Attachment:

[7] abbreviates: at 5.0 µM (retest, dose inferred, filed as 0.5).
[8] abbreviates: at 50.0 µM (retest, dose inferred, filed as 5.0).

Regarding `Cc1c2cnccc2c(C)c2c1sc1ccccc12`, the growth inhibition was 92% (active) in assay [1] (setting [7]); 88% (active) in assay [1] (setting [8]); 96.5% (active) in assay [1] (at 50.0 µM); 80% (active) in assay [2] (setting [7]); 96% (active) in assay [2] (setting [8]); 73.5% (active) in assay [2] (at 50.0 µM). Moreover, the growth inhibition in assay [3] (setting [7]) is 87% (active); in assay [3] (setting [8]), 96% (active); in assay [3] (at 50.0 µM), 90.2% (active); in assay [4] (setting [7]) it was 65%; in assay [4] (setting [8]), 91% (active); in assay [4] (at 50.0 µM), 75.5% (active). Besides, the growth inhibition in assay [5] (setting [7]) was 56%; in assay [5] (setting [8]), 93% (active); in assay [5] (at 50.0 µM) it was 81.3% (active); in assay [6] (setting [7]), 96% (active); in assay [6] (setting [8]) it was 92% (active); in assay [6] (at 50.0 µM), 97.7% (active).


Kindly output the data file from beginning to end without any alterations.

[7] abbreviates: at 5.0 µM (retest, dose inferred, filed as 0.5).
[8] abbreviates: at 50.0 µM (retest, dose inferred, filed as 5.0).

Regarding `Cc1c2cnccc2c(C)c2c1sc1ccccc12`, the growth inhibition was 92% (active) in assay [1] (setting [7]); 88% (active) in assay [1] (setting [8]); 96.5% (active) in assay [1] (at 50.0 µM); 80% (active) in assay [2] (setting [7]); 96% (active) in assay [2] (setting [8]); 73.5% (active) in assay [2] (at 50.0 µM). Moreover, the growth inhibition in assay [3] (setting [7]) is 87% (active); in assay [3] (setting [8]), 96% (active); in assay [3] (at 50.0 µM), 90.2% (active); in assay [4] (setting [7]) it was 65%; in assay [4] (setting [8]), 91% (active); in assay [4] (at 50.0 µM), 75.5% (active). Besides, the growth inhibition in assay [5] (setting [7]) was 56%; in assay [5] (setting [8]), 93% (active); in assay [5] (at 50.0 µM) it was 81.3% (active); in assay [6] (setting [7]), 96% (active); in assay [6] (setting [8]) it was 92% (active); in assay [6] (at 50.0 µM), 97.7% (active).